Read the title, abstract and major headings/subheadings before diving into the introduction. This is important because it allows you to take note of the main research research question and gives a general overview of what the article will be about. The abstract usually provides a great summary of the article, including the main questions and conclusion.
2. Read the Intro
Start with the introduction and see if the background information they are giving makes sense for the research question they are asking.
Some questions to ask yourself:
Do I understand the point of the paper?
Why is this research important?
Does the research question make sense?
3. Figures & Results
Typically the figure legends have a one sentence conclusion about the point of the figure. The legend will also discuss how many subjects, what method was done and what statistics were used. A good study should provide figures that are clear, concise and the results should be easy to interpret from the graphs being shown. Some questions to ask yourself:
Can I tell the conclusion of the graph with what is provided in the figure legend?
Do the comparisons they are making answer the question they are asking?
Can I summarize the result or point of the figure?
After you have your own interpretation of the data, read the results section to see how they interpreted the same data. Look for overarching conclusions which typically state causation for things that can't be directly proven. This will sometimes also point out flaws in statistical comparisons.
Often times there are some things here that need to be clarified like group size, some variables in the experiments themselves. This is where the methods section comes in handy to help better understand the interpretations. Google is your friend when trying to understand a research article, look up definitions you aren't sure about!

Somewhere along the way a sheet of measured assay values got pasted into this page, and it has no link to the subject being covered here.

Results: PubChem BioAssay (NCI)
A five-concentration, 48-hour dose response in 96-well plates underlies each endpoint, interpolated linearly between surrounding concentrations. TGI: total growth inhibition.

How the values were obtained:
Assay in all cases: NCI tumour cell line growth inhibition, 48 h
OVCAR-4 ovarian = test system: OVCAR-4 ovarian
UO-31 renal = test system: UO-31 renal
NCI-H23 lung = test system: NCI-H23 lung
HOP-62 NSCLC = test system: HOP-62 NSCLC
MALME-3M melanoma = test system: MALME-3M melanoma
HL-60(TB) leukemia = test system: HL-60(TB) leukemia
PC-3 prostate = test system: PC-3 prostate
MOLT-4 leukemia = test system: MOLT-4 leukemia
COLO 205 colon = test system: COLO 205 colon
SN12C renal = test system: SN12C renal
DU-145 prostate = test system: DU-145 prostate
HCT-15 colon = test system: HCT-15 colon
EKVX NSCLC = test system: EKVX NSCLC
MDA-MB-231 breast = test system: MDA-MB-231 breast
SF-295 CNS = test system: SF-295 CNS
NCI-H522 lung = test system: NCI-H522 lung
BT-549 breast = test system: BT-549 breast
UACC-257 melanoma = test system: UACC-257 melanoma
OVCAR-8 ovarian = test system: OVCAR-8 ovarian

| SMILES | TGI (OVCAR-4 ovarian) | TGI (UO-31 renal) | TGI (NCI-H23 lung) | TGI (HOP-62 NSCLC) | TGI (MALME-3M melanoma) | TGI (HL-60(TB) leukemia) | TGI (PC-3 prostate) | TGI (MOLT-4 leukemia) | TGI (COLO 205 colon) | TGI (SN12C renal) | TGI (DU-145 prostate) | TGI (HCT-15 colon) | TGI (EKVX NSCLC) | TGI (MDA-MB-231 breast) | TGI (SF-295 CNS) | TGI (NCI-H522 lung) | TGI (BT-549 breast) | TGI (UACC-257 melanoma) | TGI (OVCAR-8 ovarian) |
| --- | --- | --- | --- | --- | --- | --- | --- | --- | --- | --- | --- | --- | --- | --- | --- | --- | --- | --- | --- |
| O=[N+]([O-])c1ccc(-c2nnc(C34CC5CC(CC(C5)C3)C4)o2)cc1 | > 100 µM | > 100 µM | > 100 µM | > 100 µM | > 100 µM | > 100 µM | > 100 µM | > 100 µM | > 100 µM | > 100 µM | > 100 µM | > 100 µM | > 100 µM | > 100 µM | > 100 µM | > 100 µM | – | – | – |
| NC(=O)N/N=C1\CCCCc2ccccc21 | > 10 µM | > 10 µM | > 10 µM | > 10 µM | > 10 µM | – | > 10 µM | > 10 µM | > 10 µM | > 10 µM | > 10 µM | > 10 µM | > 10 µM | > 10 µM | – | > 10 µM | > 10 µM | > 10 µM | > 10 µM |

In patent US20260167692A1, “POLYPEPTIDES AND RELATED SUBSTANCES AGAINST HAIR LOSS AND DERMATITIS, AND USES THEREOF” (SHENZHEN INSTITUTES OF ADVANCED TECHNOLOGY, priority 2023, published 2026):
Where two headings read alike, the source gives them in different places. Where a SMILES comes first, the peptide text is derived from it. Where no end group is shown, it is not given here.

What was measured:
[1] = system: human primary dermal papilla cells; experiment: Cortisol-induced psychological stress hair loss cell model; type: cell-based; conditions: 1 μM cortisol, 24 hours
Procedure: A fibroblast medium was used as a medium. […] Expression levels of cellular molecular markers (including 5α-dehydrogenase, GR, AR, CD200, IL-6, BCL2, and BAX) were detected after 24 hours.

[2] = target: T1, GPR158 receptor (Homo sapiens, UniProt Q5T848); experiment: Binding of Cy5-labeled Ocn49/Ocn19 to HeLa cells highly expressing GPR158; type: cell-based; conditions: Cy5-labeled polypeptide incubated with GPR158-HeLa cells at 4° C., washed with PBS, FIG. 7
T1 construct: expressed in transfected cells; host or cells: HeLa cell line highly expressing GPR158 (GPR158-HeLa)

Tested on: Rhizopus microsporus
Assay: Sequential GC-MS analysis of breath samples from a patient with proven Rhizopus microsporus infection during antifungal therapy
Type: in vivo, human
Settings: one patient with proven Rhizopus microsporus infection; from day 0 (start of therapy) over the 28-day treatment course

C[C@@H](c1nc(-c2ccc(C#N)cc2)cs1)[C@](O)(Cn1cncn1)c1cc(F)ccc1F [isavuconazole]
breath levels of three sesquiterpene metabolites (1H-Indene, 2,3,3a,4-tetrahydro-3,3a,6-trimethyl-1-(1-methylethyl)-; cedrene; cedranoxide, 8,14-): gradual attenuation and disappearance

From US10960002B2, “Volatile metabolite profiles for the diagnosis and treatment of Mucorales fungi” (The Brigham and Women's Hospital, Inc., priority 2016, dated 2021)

Finally we are in the discussion section. The thing to look for here is if they address the reasons why their study could be interpreted differently and how they address these alternative hypotheses. The discussion and conclusion section can sometimes be written matter of fact, but this is just the researchers interpretation of the results. If you got something completely different than they did, that's a red flag.
Some questions to ask yourself:
Are the authors' conclusions really reflective of the results?
Does the question that they are asking make sense with the conclusion?
Is it an overgeneralization?
Some Final Thoughts
Researchers get excited about their work and spend a lot of time working on experiments and writing these articles, but sometimes things can be missed. That's why its so important for other scientists and readers to be critical about the research and to determine the extent of which the research influences the lives of others. It’s also the responsibility of the researchers to be careful and critical as much as they can to make sure that research is a benefit to the public and putting out as much factual information as possible.
To that end, always remember to check the conflicts of interest and disclosure statements of the authors. Sometimes, you might understand why they've drawn certain conclusions from their research.
Understanding scientific literature isn't a skill that happens overnight, it takes a lot of practice. Don't be discouraged and keep on truckin!